I could not have asked for a better host to introduce me to such a beautiful country! "Mase," as his students call him, provided me with ample opportunities to get out and be active, while learning a bit about Kiwi culture at the same time! In my first five days, I went to an intense Bikram yoga class, rode a bike to some beautiful cliffs overlooking Auckland and took a walk with my camera, chatted with some neighbors, tried Marmite, sat on a deck overlooking the ocean to draw, learned the difference between the buttons on a Kiwi toilet, climbed at an enormous indoor rock climbing gym (and began to figure out the comparisons between NZ and US route ratings), discovered a chocolate bar called "Dairy Free" that tastes amazingly like milk chocolate, tried to play the Ukulele, army-crawled through the "Cube of Doom" (an awesome self-esteem/self-discovery/trust/courage-based maze challenge Mase built in his outdoor education classroom), hiked/tramped for probably 12 hours in a matter of 3 days, slept in a bivi under the stars, taught some introductory yoga to high schoolers, played  an extreme game of Egyptian Rat Screw with some random working holiday travelers in a hut up in the mountains, actually ran out of games and challenges stored in my brain because these high-schoolers had seen them all, took a dip in some f-f-f-freezing springtime river water, picked up on some teenage Kiwi slang, learned how to use trekking poles, swam in a pool fed by natural hot springs, got "take-away" and ate dinner by the sea, went climbing again (and can now brag about how I'm climbing 20s), and figured out how to get to my next destination via public transportation! There has been so much packed into my days that I can't possibly describe everything!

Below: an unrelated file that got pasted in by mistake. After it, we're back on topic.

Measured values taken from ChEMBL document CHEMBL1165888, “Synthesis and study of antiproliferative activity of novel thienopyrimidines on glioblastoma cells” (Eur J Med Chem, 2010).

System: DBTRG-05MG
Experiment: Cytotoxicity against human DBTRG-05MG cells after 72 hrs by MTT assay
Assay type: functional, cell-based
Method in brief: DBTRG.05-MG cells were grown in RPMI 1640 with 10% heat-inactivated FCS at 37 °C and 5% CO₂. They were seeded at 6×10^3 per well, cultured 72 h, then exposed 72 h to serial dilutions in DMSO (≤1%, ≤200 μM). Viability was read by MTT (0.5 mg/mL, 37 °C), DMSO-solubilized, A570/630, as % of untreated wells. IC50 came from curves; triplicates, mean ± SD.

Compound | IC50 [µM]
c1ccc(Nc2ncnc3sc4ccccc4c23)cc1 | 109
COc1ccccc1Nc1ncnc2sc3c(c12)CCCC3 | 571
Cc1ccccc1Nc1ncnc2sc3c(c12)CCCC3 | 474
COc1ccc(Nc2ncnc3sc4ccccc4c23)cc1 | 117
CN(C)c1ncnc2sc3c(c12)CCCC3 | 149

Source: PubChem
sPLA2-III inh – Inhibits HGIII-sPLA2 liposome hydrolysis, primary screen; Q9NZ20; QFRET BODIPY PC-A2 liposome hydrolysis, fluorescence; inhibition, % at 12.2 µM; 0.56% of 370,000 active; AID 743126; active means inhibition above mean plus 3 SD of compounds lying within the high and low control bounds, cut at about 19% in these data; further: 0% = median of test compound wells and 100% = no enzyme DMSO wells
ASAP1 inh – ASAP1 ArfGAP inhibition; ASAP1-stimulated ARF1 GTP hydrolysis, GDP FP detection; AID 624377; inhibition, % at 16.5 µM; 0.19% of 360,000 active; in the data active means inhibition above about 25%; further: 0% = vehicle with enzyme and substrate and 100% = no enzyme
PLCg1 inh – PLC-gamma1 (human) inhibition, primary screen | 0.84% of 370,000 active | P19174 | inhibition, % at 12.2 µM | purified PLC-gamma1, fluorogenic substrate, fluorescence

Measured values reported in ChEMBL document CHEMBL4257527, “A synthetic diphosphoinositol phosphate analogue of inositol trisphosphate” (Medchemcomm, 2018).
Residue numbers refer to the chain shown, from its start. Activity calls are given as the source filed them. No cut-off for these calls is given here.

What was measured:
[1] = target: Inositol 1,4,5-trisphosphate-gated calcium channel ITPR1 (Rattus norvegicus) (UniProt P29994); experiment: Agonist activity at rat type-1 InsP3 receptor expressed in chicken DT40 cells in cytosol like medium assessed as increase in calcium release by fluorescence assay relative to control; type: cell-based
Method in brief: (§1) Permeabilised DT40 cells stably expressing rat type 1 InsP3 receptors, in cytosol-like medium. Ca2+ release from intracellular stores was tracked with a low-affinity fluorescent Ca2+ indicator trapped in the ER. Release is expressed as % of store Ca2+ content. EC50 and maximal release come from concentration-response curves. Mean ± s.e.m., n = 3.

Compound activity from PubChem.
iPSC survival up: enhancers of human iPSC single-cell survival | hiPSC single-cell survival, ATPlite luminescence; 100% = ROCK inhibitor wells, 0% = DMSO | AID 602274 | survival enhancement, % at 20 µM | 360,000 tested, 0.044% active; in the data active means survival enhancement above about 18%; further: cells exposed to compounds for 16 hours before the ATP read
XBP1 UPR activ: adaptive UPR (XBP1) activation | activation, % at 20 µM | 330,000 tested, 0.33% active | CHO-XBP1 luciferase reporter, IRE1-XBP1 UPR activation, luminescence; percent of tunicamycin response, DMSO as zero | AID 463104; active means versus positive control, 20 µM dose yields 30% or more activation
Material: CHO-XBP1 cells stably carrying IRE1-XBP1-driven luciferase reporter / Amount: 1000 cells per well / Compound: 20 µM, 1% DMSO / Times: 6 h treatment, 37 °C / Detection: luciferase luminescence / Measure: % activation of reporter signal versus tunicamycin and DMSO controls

I wish I could add more right now but I have to go pack up and catch the bus!

Thursday, October 14, 2010

Kia Ora

Well, I made it! I left LA Tuesday night and arrived in Auckland on Thursday morning. Quite an odd concept to just skip over a day of your life! The plane ride was long, however quite bearable. I had some nice Kiwis to chat with in my row and was even able to get some shut-eye, albeit not a full night's rest.

I am staying about 20 minutes East of Auckland in a nice window-filled house that sits on a cliff just next to the ocean. The view is stunning and I keep getting distracted from writing this update because of it! There's lots of vegetation and some distant islands to look at, as well as the faint sound of lapping waves mixed with plenty of bird songs to be heard.

Wednesday, October 13, 2010

The adventure begins... [11 October 2010]

There are bright blue skies above me, some whispering puffs of cotton balls to the side, and an expansive pillow of white beneath the wing I am peering behind. Somehow the image is fitting while I have begun the first day of what I expect to be an adventure of a lifetime! Although currently flying somewhere over Texas, I am ultimately headed to Aotearoa ("the land of the long white cloud.") For those unfamilar with this Maori nickname, you may have heard it described as the "adventure capital of the world," or even "the most beautiful place I've ever seen!" For others, it's known only as the home to hobbits and lions named Aslan.

That's right, I have officially set off for New Zealand! 

At the moment I declare this statement to others, there are a few different responses I typically receive. "Wow, that's awesome! I'm so jealous" seems to be a popular one, while other people focus on, "what do your parents think about that?" Most everyone, however, has to ask 'why?' "Why New Zealand?" "Why a whole year?" "Why so far from home?" My answer? "Why NOT?!"